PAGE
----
GIVING A NEW IMPETUS TO CITIZENSHIP EDUCATION
Brussels - 25 September. “The potential role of education and lifelong learning in safeguarding EU fundamental values” was the topic of the second Interest Group on Lifelong Learning meeting that took place in Brussels on 22nd of September 2015, in the framework of its 2015-6 focus “Inclusive education for inclusive societies”.
The current refugee crisis was the backbone of the meeting. MEP Sirpa Pietikainen (EPP, FI), Chair of the Interest Group kicked-off the meeting by reminding the audience that “a civilised society functions on three equally important pillars: democracy, education, economic stability and welfare." Education can help refugees learn the local language and culture, but also plays a role in facilitating local’s understanding of who the refugees are, what their status means, what it means for the society to welcome new inhabitants, and counter the currently fast spreading hatred rhetoric. “We need to counter the narrative used by populists: education has a role to play there” stressed MEP Roberta Metsola (EPP, MT).
There is a strong need to support citizens in developing their “critical and creative thinking” thanks to citizenship education and “another way of teaching history” said John Hamer, renown expert on history education. “We need to demonstrate that education and in particular developing people’s critical thinking is an essential part of the answer to the crisis,” said MEP Julie Ward (S&D, UK), Vice-Chair of the Interest Group. We should aim at a long-term transformational strategy. We cannot support active citizenship and democratic adherence if educational institutions themselves do not become democratic and inclusive and if we do not implement more collaborative learning methods. Participants discussed that this type of learning ought to take place in early years at school but also in later life. Gina Ebner, Secretary General of EAEA, underlined that “there are opportunities at a later stage in life to change around, to learn.”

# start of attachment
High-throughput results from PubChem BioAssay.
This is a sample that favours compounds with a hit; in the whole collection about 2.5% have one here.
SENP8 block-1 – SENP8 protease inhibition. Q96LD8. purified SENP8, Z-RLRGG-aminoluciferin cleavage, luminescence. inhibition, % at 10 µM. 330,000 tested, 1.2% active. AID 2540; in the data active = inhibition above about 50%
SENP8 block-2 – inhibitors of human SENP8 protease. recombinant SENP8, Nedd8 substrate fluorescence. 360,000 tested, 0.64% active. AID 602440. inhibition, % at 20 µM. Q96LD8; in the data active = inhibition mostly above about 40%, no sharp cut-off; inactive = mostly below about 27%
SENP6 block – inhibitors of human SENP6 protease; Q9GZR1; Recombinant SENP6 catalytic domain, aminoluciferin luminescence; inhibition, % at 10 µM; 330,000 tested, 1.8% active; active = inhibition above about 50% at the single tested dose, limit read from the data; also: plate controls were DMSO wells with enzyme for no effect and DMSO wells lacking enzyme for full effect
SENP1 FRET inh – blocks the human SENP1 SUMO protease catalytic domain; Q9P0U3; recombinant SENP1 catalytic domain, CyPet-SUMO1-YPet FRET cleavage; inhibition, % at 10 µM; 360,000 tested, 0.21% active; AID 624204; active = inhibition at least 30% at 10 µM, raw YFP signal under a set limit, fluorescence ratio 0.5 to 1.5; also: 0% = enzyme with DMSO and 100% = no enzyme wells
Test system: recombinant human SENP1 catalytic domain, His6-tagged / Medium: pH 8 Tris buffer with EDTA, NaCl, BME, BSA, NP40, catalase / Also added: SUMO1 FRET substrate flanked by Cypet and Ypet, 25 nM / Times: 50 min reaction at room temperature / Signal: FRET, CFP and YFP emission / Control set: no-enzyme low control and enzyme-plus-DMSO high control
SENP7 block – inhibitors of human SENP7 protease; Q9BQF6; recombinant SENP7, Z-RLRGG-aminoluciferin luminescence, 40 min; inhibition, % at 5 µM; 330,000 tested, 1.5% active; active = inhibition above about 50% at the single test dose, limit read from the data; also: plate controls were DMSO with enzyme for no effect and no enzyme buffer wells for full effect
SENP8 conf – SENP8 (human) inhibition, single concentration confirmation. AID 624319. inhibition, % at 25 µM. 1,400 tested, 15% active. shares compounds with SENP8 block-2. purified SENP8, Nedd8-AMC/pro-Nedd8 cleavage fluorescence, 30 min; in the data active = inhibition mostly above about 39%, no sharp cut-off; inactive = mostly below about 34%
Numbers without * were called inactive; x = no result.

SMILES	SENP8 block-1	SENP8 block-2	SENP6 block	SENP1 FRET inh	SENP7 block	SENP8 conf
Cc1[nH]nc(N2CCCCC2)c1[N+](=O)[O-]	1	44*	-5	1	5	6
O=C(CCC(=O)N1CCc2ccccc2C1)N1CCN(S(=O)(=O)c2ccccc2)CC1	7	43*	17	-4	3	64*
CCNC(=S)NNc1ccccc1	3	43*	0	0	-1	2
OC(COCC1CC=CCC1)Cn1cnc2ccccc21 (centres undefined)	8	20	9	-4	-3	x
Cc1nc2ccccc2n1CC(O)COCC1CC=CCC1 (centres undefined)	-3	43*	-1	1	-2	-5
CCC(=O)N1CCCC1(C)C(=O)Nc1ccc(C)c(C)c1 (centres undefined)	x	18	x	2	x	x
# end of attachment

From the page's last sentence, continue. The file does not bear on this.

The key challenge for civil society is to really contribute to changing mentalities and turning our educational institutions into community learning places. “Civil society organisations should push together for a participatory governance of educational institutions and reinforce the capacity of educators to teach and assess social and civic competences. Policy support actions in Erasmus+ should be strengthened to support this shift”, said Audrey Frith, Director of the Lifelong Learning Platform (EUCIS-LLL). Participants stressed the need not to reinvent the wheel as civil society organisations are already very active in the field of citizenship education. “Partnerships with civil society are the best way to achieve this; the practice is already out there and has been for a very long time” confirmed MEP Julie Ward (S&D, UK).
In addition to the Interest Group Chair Sirpa Pietikainen (EPP, FI) and Vice Chair Julie Ward (S&D, UK), Aleksandra Pilka, assistant to Krystyna Lybacka (S&D, PL), Milan Zver (EPP, SI), Roberta Metsola (EPP, MT) were present in this second meeting. Apart from the Lifelong Learning Platform and EAEA, more than 20 civil society organisations were also present.